“Eat your veggies.” No matter what your diet is, Mom’s words were wise. Eating a wide variety of vegetables means you’re getting a wide variety of nutrients. But health isn’t the only reason to embrace eating more vegetables. When you put meat in the backseat—or if you strip away meat products altogether—you can better appreciate vegetables’ earthy, nuanced flavors. Cauliflower is one of those vegetable workhorses, and it shines in dishes associated with cuts of meat. Here are some of the less traditional ways we like to use it.
The most dramatic reimagining of cauliflower is as steak. Our Cauliflower Steaks with Salsa Verde feature a plate-size cross-section of deeply browned cauliflower. A superhot oven yields tender, meaty, and caramelized cauliflower—perfect for brushing with fragrant salsa verde as you would a thick-cut beef steak.
How to Cut Cauliflower Into Steaks
1. Halve the cauliflower lengthwise through the core.
2. Cut one 1½-inch-thick slab from each cauliflower half
Buffalo Cauliflower Bites
Crispy coated florets stand in for chunks of chicken in our Buffalo Cauliflower Bites. We use a combination of cornstarch and cornmeal to get an ultracrisp exterior that holds up under a layer of Buffalo sauce.
Our Baja-Style Cauliflower Tacos take the flavors of a true Baja California taco and replace the fish with cauliflower. We also found a way to avoid the messy deep-frying: Cut the cauliflower into large florets and coat them first in coconut milk and then a mixture of coconut and panko. After that, roast the coated florets in a 450-degree oven.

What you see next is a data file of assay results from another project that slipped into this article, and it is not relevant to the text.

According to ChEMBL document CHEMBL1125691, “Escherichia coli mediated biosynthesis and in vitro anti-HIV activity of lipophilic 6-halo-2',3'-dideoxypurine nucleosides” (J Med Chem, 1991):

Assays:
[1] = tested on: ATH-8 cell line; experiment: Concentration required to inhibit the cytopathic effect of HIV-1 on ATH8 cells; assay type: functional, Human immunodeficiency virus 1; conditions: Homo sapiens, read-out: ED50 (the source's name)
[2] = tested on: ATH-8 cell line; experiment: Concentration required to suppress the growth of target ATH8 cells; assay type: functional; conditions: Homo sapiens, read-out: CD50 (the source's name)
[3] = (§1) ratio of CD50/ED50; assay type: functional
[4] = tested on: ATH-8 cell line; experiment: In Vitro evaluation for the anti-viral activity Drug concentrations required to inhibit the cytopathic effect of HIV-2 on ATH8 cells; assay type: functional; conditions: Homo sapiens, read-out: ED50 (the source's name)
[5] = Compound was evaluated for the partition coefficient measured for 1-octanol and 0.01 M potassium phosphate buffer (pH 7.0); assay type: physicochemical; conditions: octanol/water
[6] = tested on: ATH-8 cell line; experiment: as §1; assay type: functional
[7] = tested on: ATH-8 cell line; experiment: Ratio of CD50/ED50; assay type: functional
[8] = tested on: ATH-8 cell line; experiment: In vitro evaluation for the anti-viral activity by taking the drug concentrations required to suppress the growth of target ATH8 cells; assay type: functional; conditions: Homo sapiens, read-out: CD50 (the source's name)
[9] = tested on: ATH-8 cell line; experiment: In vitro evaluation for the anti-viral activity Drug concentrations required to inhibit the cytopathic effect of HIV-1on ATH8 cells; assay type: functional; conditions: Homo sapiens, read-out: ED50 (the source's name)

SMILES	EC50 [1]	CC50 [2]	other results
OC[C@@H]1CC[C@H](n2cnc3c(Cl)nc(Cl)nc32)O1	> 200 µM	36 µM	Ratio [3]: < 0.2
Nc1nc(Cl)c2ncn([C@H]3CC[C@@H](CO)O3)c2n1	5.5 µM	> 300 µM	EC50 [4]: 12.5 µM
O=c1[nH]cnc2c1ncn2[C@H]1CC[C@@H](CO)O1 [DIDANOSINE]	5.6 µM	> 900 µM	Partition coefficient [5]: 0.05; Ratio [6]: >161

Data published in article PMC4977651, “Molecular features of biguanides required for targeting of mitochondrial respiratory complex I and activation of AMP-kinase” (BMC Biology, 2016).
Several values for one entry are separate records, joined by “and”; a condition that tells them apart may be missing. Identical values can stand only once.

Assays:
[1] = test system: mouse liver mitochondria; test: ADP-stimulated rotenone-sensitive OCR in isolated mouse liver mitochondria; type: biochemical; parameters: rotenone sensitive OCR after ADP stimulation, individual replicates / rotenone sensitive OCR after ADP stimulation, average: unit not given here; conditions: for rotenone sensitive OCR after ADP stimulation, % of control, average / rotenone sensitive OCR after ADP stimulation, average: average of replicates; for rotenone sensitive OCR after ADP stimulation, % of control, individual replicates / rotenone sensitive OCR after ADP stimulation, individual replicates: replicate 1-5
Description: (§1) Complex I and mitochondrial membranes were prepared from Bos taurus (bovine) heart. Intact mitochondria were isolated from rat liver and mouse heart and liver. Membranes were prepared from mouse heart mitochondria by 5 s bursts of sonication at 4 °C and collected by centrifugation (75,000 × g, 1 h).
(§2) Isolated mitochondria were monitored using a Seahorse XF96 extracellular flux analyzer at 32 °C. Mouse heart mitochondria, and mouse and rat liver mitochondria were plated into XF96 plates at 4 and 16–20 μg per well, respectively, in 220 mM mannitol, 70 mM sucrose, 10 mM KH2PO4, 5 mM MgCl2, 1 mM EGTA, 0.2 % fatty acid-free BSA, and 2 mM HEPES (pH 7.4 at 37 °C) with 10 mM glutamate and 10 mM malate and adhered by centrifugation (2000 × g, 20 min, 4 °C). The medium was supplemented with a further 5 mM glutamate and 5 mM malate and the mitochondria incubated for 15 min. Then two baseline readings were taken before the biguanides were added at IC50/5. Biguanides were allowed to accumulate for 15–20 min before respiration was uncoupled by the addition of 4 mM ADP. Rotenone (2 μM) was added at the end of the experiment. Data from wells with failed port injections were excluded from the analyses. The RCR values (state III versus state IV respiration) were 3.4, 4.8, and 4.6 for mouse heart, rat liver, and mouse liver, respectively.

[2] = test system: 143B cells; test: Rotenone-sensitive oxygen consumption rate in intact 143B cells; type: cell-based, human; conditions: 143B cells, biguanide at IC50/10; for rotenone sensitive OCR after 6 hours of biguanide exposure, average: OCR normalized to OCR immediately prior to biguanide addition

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This shape-shifter of a vegetable approximates cooked white rice surprisingly well, providing a neutral-flavored but more nutrient-dense companion to all sorts of dishes. We found that the key to cauliflower rice was to blitz the florets in a food processor until transformed into perfect rice-size granules.
Cauliflower Mac and Cheese
It might sound strange, but cauliflower is a main ingredient in our Creamy Cashew Mac and Cheese recipe, which uses its light, silken texture as the base for a decadent, pasta-coating sauce.
Cauliflower Pizza Topping
Other vegetables like onions and mushrooms are great, but consider sweet, caramelized cauliflower next time you’re choosing your pizza toppings. Chop the cauliflower then cook it on the stovetop until tender and browned around the edges. It will get slightly more browned and flavorful under the broiler, as the pizza bakes
What’s your favorite way to eat cauliflower? Let us know in the comments! View all of our cauliflower recipes, and see more coverage of healthy cooking in these articles: